Sri Lankan President asks Vladimir Putin for credit to import fuel

Dove: As Sri Lanka continues to grapple with its worst financial crisis in seven decades, President Gotabaya Rajapaksa called for urgent credit support to import fuel into the island nation during a phone conversation with Russian President Vladimir Putin on Wednesday.

The two leaders discussed bilateral cooperation between the two countries in several key sectors, including energy, even as Colombo was negotiating a support package with the International Monetary Fund (IMF).

“Had a very productive teleconference with Russian President Vladimir Putin. While thanking him for all the support his government has provided in overcoming past challenges, I requested an offer of credit support to import fuel into Sri Lanka in order to overcome the current economic challenges,” Gotabaya tweeted.

In addition, Gotabaya also asked Putin to restart Russian Airlines’ Aeroflot operations in Sri Lanka. “We unanimously agreed that strengthening bilateral relations in sectors such as tourism, trade and culture is paramount to strengthening the friendship that our two nations share,” Gotabaya tweeted.

“At the initiative of the Sri Lankan side, Russian President Vladimir Putin had a telephone conversation with the President of the Democratic Socialist Republic of Sri Lanka Gotabaya Rajapaksa,” the Kremlin said in a statement.

The two presidents discussed topical issues of bilateral trade and economic cooperation, particularly in the fields of energy, agriculture and transport.

As part of the 65th anniversary of the establishment of diplomatic relations between the two countries celebrated this year, “the mutual readiness to continue the gradual development of the traditionally friendly Russian-Sri Lankan relations has been confirmed”.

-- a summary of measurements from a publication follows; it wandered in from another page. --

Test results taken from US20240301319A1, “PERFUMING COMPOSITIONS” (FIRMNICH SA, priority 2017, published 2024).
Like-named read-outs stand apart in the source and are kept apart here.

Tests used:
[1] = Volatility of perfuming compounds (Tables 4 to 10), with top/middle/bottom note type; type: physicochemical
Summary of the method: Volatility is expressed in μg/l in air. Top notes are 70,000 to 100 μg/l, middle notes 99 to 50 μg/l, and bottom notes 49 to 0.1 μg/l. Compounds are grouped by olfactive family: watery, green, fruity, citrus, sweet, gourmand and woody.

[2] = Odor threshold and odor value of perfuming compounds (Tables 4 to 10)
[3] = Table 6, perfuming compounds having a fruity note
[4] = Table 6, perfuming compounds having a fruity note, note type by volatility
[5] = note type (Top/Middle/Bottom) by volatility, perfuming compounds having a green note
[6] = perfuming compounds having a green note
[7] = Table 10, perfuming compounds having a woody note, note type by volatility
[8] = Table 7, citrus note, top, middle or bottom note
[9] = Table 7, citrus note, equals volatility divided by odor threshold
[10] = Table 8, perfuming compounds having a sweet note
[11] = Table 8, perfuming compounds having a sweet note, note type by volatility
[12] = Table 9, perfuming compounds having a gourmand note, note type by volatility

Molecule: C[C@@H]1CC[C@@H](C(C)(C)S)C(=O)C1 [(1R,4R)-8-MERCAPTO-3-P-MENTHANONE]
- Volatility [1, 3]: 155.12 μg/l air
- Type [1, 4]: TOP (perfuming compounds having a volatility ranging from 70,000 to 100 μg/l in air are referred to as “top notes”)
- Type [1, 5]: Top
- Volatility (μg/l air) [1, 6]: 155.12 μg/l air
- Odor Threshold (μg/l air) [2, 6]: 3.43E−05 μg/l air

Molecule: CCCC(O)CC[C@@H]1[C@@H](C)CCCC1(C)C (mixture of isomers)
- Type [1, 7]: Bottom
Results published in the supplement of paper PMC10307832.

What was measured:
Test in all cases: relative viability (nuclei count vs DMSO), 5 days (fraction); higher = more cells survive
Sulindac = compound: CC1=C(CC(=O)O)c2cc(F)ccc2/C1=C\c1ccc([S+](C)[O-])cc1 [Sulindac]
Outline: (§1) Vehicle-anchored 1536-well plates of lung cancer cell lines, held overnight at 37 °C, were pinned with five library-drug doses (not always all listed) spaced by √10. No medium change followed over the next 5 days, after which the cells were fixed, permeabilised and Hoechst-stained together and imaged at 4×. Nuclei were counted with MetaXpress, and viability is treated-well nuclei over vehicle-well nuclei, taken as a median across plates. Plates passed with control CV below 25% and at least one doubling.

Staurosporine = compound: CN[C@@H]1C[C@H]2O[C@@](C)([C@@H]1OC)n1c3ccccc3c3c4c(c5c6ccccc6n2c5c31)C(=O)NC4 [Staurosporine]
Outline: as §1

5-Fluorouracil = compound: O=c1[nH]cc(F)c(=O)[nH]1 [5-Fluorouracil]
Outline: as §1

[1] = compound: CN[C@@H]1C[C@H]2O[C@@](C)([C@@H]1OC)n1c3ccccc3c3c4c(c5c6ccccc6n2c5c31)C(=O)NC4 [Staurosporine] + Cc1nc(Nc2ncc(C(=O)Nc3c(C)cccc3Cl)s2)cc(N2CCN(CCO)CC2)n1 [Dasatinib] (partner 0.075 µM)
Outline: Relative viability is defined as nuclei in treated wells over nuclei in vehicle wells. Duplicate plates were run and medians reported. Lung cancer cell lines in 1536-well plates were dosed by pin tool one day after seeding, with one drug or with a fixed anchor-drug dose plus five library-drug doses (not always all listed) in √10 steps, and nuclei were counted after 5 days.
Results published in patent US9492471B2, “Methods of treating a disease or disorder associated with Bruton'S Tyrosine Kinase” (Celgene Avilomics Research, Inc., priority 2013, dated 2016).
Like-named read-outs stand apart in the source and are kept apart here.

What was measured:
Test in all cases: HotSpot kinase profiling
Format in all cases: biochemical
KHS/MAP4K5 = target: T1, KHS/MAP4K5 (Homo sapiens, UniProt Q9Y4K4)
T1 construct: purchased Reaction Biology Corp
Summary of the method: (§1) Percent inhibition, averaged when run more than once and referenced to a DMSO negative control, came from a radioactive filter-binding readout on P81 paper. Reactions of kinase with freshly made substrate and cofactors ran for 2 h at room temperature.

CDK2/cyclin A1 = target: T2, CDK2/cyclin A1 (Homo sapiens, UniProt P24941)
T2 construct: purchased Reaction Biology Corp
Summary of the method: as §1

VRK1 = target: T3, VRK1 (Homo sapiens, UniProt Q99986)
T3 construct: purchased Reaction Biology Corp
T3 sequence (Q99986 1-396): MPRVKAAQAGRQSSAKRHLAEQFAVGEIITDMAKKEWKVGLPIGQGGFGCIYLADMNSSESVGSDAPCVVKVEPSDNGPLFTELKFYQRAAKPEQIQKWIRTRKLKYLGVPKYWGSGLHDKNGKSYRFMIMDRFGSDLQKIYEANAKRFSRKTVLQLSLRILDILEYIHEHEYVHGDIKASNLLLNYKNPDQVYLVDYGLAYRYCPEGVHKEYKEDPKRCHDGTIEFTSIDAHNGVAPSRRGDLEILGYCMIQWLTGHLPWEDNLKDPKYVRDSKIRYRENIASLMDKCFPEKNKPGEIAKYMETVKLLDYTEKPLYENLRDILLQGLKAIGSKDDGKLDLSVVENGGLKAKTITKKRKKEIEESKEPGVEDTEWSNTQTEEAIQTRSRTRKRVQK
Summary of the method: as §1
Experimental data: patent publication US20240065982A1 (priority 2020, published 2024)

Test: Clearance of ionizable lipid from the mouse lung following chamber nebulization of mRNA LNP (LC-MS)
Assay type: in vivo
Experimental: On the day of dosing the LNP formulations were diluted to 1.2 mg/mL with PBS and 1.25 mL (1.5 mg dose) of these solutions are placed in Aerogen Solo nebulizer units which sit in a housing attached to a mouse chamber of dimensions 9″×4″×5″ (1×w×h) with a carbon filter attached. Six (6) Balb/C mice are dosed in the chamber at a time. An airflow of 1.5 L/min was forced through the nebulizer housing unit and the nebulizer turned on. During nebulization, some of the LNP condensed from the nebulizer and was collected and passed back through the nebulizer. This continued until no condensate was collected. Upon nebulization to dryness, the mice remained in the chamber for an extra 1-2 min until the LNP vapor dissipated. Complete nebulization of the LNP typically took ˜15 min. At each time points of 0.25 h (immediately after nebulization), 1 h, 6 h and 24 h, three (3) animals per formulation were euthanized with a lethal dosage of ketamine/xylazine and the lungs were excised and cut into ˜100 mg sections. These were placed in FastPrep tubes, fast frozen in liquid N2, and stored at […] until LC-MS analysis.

According to the statement, the presidents agreed to continue contacts at different levels.

At a June 28 press conference, Sri Lankan MP Mahindananda Aluthgamage said the Russian Ambassador to Sri Lanka had initiated the discussion to facilitate the telephone conversation between President Rajapaksa and Russian President Vladimir Putin to reach an agreement for the purchase of fuel.

The MP said the government had developed a comprehensive mechanism to ensure a continuous supply of fuel after July 10.

Amid the unprecedented fuel crisis, the Sri Lankan Ministry of Education has declared a one-week vacation for all state-approved public and private schools. Also earlier, on June 18, the Sri Lankan government announced the closure of all schools for a week.

Sri Lanka is facing the worst economic crisis since its independence in 1948, leading to severe shortages of essential items like food, medicine, cooking gas and fuel across the island nation.

Violent protests sparked political unrest that led to the resignation of President Gotabaya Rajapaksa’s brother, Mahinda Rajapaksa, from the post of prime minister and the appointment of Ranil Wickremesinghe as the country’s prime minister in May.

The country, facing an acute foreign exchange crisis that led to a foreign debt default, announced in April that it was suspending repayment of nearly $7 billion in foreign debt due for this year out of about $25 billion due until 2026. Sri Lanka’s total external debt stands at $51 billion.

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